Take the 2-minute tour ×
Stack Overflow is a question and answer site for professional and enthusiast programmers. It's 100% free, no registration required.

In C, is it possible to define a union within another union? If no, why is it not possible? Or if yes, where can it be used?

share|improve this question
1  
Why don't you just try it? –  Jens Gustedt Sep 29 '10 at 16:04

5 Answers 5

up vote 6 down vote accepted

Suppose you want to define:

union myun {
  int x;
  sometype y;
};

where sometype is a typedef defined by a library you're using. If the library happened to implement it as a union type, then this would be a union within a union, and it would make sense because you can't (from a good design standpoint) violate the encapsulation of the library's type.

share|improve this answer
    
Okay.. Got it.. –  Raj Sep 30 '10 at 3:50
    
That's not really true. You need to have the REAL type accessible to compile the code. It may not be direct (it may be a typedef of typedef of typedef...), but the source type must be accessible somewhere. –  Let_Me_Be Oct 9 '10 at 18:33

Yes it is possible. But I'd tend to stick with the advice of never use unions. The number of situations where unions are the right answer are very small. I suspect there is no situation where a union containing a union is a good idea.

share|improve this answer
    
Ack, you beat me with a few seconds. Ah well, +1 since that is almost exactly what I intended to post. –  Christoffer Sep 29 '10 at 15:58
2  
"...there is no situation..." Don't you know you should never use absolute statements like this? :) –  semaj Sep 29 '10 at 17:59
    
@Nick: Nonsense. There are plenty of situations that require a union. In fact, C programmers tend not to use unions when they're the right answer (and use too many casts instead), so you should be advertising for their use. –  Gilles Sep 29 '10 at 19:26
    
@Gilles: most uses of unions in place of pointer casts result in undefined behavior. –  R.. Sep 29 '10 at 21:03
1  
@R..: No, you missed a very important case: with unions of structs where the structs have a first field of the same type, you can read the first field through any component (N1256 §6.5.2.3.5). This is the basis for a common, standard-compliant, implementation of discriminated union in C. (However this dispensation does not extend to nested unions, the topic of this question, so my example was wrong (now fixed).) –  Gilles Oct 9 '10 at 18:29

Yes, it's possible, and useful. The reason is the same reason X within Y is useful for many values of X and Y: compositionality. Programs are built by assembling tiny components into small components into larger components into huge components into... Sometimes a bunch of unions happen to be assembled into a union, and so what?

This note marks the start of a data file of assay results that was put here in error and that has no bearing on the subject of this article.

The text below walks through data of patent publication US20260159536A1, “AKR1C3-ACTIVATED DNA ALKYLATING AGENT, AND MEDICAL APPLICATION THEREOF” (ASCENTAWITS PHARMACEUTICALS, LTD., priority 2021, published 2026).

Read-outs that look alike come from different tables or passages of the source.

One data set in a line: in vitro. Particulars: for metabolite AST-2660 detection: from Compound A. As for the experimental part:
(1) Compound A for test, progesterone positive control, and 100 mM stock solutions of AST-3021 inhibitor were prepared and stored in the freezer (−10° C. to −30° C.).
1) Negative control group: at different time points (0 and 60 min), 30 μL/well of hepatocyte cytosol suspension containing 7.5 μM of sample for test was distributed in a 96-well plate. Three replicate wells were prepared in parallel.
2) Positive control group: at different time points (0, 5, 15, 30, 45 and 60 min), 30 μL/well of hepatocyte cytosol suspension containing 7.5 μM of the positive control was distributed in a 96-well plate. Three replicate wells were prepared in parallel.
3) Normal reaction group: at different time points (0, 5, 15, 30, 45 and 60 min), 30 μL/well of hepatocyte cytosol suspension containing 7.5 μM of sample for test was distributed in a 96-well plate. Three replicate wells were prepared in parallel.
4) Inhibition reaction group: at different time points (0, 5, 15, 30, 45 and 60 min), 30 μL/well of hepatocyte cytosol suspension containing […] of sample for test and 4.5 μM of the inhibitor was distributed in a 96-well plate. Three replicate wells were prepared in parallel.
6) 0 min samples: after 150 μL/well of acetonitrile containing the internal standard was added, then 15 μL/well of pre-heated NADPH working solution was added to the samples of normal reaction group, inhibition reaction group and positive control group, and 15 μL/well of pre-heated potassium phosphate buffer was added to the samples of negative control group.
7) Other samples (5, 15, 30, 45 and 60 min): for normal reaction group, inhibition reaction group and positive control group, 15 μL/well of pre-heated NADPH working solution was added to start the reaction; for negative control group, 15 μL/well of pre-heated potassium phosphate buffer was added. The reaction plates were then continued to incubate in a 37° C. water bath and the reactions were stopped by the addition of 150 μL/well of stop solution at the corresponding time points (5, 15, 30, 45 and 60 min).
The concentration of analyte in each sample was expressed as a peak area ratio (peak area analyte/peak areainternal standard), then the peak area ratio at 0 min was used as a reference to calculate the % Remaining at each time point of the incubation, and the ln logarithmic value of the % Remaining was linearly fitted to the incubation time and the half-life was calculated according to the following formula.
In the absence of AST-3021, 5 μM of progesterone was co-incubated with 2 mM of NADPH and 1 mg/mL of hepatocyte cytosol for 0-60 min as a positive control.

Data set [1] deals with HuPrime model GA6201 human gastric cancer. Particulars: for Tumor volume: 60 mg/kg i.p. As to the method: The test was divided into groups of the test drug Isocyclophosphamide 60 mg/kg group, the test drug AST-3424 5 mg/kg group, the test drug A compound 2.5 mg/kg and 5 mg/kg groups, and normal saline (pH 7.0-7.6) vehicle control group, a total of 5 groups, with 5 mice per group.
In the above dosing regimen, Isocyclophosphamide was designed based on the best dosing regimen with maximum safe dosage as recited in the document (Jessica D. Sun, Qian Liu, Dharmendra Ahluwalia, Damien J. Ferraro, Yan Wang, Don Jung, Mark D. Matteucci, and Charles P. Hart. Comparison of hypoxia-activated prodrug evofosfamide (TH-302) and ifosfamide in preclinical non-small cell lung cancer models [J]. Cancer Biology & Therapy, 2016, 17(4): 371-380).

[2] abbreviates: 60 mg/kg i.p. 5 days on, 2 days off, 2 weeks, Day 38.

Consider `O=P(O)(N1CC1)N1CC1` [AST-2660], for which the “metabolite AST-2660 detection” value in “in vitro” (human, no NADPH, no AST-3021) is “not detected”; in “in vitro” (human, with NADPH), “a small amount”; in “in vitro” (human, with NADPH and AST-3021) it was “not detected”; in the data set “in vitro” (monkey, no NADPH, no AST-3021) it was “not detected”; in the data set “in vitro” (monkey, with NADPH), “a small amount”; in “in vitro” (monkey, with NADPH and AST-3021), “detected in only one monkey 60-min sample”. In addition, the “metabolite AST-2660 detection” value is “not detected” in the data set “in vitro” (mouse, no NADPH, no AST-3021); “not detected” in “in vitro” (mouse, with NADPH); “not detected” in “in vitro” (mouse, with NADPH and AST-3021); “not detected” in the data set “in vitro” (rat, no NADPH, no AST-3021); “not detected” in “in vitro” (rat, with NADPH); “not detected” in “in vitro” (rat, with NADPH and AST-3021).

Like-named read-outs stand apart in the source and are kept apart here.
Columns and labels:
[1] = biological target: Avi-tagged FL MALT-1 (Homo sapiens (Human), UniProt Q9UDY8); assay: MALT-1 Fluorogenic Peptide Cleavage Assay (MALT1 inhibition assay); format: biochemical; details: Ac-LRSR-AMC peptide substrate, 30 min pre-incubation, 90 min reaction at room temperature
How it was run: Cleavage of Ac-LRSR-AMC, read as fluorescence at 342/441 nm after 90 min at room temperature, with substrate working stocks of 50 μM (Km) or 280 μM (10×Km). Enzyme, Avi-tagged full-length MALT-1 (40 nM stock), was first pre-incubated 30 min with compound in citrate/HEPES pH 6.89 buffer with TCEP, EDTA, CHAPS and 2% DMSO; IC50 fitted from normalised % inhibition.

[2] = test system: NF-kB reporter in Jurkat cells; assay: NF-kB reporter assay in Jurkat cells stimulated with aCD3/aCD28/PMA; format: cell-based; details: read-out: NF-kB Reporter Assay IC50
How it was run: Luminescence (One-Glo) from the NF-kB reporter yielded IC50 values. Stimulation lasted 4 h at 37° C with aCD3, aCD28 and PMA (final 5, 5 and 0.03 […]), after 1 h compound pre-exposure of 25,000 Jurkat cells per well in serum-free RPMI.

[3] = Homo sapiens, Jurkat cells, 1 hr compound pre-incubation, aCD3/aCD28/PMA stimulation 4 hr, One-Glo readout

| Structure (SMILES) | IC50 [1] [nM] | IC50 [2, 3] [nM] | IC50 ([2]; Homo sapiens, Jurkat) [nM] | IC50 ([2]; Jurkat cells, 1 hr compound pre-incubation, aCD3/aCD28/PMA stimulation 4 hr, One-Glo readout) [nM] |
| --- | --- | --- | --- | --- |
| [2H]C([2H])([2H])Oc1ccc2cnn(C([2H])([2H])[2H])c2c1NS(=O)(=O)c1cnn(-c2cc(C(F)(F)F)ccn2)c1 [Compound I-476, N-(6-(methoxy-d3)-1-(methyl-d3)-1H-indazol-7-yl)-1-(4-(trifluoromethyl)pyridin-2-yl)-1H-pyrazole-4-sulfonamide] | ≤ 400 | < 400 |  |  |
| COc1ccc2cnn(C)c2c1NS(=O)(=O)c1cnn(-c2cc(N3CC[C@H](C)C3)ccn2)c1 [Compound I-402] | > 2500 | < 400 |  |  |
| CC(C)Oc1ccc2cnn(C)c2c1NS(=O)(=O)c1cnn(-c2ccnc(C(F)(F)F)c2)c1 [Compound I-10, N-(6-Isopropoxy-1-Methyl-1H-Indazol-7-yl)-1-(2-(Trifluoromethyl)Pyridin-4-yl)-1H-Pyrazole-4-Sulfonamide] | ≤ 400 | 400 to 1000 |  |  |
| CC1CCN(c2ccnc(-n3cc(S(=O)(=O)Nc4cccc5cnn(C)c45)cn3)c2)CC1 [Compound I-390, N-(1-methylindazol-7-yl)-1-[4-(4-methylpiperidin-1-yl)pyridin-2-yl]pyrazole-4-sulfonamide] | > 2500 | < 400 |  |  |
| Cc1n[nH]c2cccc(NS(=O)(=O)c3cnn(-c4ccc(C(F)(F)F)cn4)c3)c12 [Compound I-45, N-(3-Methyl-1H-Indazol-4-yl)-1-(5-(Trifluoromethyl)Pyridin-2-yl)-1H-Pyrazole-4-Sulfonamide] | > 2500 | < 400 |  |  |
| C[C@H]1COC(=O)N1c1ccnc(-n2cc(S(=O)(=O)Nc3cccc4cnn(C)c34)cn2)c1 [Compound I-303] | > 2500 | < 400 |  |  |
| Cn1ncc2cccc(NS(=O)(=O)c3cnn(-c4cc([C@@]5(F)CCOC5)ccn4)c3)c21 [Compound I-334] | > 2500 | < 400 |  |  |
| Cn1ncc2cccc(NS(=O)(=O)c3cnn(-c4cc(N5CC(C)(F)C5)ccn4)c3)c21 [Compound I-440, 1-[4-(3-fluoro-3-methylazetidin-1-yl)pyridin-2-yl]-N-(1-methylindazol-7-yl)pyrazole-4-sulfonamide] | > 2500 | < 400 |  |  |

R..'s answer shows an example where this happens behind the scenes: it just happens that one of the union member types is a union, but you don't know that unless you look at the library implementation.


EDIT However, note that the common idiom for discriminated unions where each member of the union is a structure whose first field is an integral type containing a tag does not extend to nested unions. That is, the following is a common, standard-compliant (N1256 §6.5.2.3.5) implementation of discriminated unions in C:

struct generic {
    unsigned tag;
};
struct smallnum {
    unsigned tag; /*always TAG_SMALLNUM*/
    unsigned value;
};
struct bignum {
    unsigned tag; /*always TAG_BIGNUM*/
    size_t length;
    unsigned *p;
};
struct string {
    unsigned tag; /*always TAG_STRING*/
    size_t length;
    char *p;
};
union number {
    struct bignum bignum;
    struct smallnum smallnum;
};
union object {
    struct generic generic;
    struct bignum bignum;
    struct smallnum smallnum;
    struct string string;
};

If you have an union object object x, you can always read its tag as x.generic.tag (or x.bignum.tag or any of the others), no matter what was actually assigned to the object. By using unique tags (discriminators) for the objects.

The following definition is legal, but not useful as you cannot just read the first field of a union level2 object to get the tag: if a union level2 object was written as a union number, you have to read its tag through the number member, and otherwise you have to read its tag through the generic or string member. I wouldn't be surprised if accessing through the wrong member worked on every now existing implementation, but it is not standard-compliant.

union level2 {
    struct generic generic;
    union number number;
    struct string string;
};
share|improve this answer

Yes, it is possible. I can't think of a good use of the top of my head, although it would be easy to come up with a contrived example.

share|improve this answer

Yes, a union may contain another union:

union foo {
  int x;
  double y;
  union bar {
    char blah[10];
    char *blurga;
  } bletch;
};

I can't think of a situation where it would be useful (or even desirable), though.

share|improve this answer
1  
It is commonly used in the embedded world. –  asifgoldpk Jan 26 '11 at 14:13

Your Answer

 
discard

By posting your answer, you agree to the privacy policy and terms of service.

Not the answer you're looking for? Browse other questions tagged or ask your own question.